Saturday, July 13, 2024

Farmers’ compensation is below par ÔÇô TK

The Ministry of Environment, Natural Resources Conservation and Tourism conceded this week in parliament that funds reserved for compensating farmers for damages caused by wild animals is not adequate, and even with revised figures, the figures still fall short.

Minister Tshekedi Khama told parliament that compensation given to farmers is not enough to cover some damages caused by wild animals, especially for crop farmers who suffer great losses. The minister said for this year’s budget, the figure was revised upwards to P19 million, doubling up from previous allocations.

Still, the minister said the money will not be enough as part of it will be used to pay outstanding payments to farmers, while also keeping some for future claims. Khama estimates that his ministry needs a minimum of P30 million reserved for farmers’ compensation arising from wild animals’ infringement.

Farmers in the Northern parts of the country have for years complained about damages caused by wild animals, particularly elephants that ransack their ploughing fields leaving destruction in their wake. Farmers also complain of the paltry payments, and the lengthy process to be assisted.

With close to 200, 000 elephants in Botswana, the country has more elephants than any other country in Africa, and also the highest concentration of elephants per square kilometre, putting pressure on the environment. In Botswana, elephants have found a safe haven compared to other countries where they are killed by poachers for ivory. Known for their intelligence, elephants have now restricted their movements and now limit them to within Botswana, instead of cross border movements.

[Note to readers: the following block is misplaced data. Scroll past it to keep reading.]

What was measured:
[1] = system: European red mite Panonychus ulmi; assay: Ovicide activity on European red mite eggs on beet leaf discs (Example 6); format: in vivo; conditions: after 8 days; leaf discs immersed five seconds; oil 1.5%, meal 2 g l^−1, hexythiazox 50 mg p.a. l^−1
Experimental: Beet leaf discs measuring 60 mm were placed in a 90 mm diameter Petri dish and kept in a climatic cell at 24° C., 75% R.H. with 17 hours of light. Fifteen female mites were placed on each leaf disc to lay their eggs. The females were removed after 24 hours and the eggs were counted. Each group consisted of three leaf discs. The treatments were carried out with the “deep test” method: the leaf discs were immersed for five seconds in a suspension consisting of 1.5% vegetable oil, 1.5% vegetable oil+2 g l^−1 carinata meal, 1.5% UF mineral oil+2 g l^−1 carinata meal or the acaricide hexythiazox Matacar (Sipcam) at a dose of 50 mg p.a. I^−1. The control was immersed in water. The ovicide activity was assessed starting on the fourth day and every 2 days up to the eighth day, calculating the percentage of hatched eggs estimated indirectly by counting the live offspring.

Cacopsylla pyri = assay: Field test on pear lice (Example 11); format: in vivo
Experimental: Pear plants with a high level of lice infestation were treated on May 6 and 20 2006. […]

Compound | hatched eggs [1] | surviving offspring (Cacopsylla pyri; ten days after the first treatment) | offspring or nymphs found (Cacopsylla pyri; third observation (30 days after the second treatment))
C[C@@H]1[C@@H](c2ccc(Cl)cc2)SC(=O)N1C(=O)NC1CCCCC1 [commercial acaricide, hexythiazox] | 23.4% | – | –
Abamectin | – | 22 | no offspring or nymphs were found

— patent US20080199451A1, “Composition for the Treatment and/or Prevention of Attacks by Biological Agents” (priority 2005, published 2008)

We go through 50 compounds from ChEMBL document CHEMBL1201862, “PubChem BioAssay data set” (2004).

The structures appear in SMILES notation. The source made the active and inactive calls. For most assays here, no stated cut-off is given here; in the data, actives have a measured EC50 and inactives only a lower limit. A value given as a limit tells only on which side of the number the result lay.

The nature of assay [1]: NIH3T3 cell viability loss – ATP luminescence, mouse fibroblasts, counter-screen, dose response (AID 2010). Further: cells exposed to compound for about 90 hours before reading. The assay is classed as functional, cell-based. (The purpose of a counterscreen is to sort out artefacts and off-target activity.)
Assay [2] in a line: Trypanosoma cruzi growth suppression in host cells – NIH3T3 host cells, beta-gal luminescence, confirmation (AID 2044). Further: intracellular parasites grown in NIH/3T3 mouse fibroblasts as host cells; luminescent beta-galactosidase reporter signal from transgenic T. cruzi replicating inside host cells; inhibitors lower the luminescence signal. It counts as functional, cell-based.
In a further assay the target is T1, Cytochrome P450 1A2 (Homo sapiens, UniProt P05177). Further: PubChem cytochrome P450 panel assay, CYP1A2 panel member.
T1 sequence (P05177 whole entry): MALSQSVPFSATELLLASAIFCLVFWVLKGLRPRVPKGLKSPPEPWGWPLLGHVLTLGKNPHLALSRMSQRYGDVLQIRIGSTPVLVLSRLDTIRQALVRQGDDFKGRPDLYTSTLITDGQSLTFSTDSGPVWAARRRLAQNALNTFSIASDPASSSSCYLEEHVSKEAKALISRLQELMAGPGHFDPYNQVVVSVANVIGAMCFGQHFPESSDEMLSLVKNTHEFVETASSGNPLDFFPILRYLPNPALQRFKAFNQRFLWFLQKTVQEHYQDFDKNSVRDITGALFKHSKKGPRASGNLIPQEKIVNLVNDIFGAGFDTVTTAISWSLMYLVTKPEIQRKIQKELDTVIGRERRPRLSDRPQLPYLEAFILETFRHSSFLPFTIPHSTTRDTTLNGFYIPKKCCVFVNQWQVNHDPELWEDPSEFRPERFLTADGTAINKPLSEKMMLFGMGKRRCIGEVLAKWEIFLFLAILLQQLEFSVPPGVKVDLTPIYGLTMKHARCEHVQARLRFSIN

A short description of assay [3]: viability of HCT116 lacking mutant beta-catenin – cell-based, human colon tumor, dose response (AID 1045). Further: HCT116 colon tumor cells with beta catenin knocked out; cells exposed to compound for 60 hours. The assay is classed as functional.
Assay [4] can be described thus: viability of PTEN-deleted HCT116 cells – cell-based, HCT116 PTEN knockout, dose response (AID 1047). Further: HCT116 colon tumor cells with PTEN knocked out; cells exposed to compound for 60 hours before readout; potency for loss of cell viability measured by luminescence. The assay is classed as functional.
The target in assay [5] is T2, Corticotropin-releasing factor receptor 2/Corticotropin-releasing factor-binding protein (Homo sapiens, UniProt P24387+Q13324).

The country has strict conservation policies; culling is banned, anti-poaching measures enforced, and farmers are not allowed to kill animals unless their lives are in danger. While the elephants might have escaped horrors from other countries, seeking refugee and sanctuary in Botswana, their growing numbers have put them in conflict with farmers, who are at the mercy of the majestic beasts.


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